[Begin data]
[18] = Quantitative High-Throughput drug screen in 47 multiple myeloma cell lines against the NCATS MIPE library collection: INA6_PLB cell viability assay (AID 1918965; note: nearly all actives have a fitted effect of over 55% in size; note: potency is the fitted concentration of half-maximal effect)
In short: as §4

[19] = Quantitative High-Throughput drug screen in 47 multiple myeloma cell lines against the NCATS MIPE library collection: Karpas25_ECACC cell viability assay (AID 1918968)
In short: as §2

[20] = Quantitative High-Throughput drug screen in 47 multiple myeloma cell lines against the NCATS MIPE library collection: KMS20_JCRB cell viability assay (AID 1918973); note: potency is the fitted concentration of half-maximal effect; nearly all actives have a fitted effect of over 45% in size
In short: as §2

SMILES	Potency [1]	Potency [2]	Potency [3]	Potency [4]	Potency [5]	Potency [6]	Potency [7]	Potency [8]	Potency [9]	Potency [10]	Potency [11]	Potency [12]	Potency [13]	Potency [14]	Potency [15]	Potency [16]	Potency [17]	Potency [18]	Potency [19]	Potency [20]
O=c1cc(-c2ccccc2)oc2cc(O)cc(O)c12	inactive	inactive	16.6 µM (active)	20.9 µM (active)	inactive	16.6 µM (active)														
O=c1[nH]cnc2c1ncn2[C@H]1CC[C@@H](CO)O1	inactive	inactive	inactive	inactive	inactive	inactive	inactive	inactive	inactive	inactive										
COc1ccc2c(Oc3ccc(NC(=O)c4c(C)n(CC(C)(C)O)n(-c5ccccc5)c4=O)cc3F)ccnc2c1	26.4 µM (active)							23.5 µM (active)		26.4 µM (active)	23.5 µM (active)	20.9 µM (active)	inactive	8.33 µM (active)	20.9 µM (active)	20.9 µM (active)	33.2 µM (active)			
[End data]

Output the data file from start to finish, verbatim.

[18] = Quantitative High-Throughput drug screen in 47 multiple myeloma cell lines against the NCATS MIPE library collection: INA6_PLB cell viability assay (AID 1918965; note: nearly all actives have a fitted effect of over 55% in size; note: potency is the fitted concentration of half-maximal effect)
In short: as §4

[19] = Quantitative High-Throughput drug screen in 47 multiple myeloma cell lines against the NCATS MIPE library collection: Karpas25_ECACC cell viability assay (AID 1918968)
In short: as §2

[20] = Quantitative High-Throughput drug screen in 47 multiple myeloma cell lines against the NCATS MIPE library collection: KMS20_JCRB cell viability assay (AID 1918973); note: potency is the fitted concentration of half-maximal effect; nearly all actives have a fitted effect of over 45% in size
In short: as §2

SMILES	Potency [1]	Potency [2]	Potency [3]	Potency [4]	Potency [5]	Potency [6]	Potency [7]	Potency [8]	Potency [9]	Potency [10]	Potency [11]	Potency [12]	Potency [13]	Potency [14]	Potency [15]	Potency [16]	Potency [17]	Potency [18]	Potency [19]	Potency [20]
O=c1cc(-c2ccccc2)oc2cc(O)cc(O)c12	inactive	inactive	16.6 µM (active)	20.9 µM (active)	inactive	16.6 µM (active)														
O=c1[nH]cnc2c1ncn2[C@H]1CC[C@@H](CO)O1	inactive	inactive	inactive	inactive	inactive	inactive	inactive	inactive	inactive	inactive										
COc1ccc2c(Oc3ccc(NC(=O)c4c(C)n(CC(C)(C)O)n(-c5ccccc5)c4=O)cc3F)ccnc2c1	26.4 µM (active)							23.5 µM (active)		26.4 µM (active)	23.5 µM (active)	20.9 µM (active)	inactive	8.33 µM (active)	20.9 µM (active)	20.9 µM (active)	33.2 µM (active)			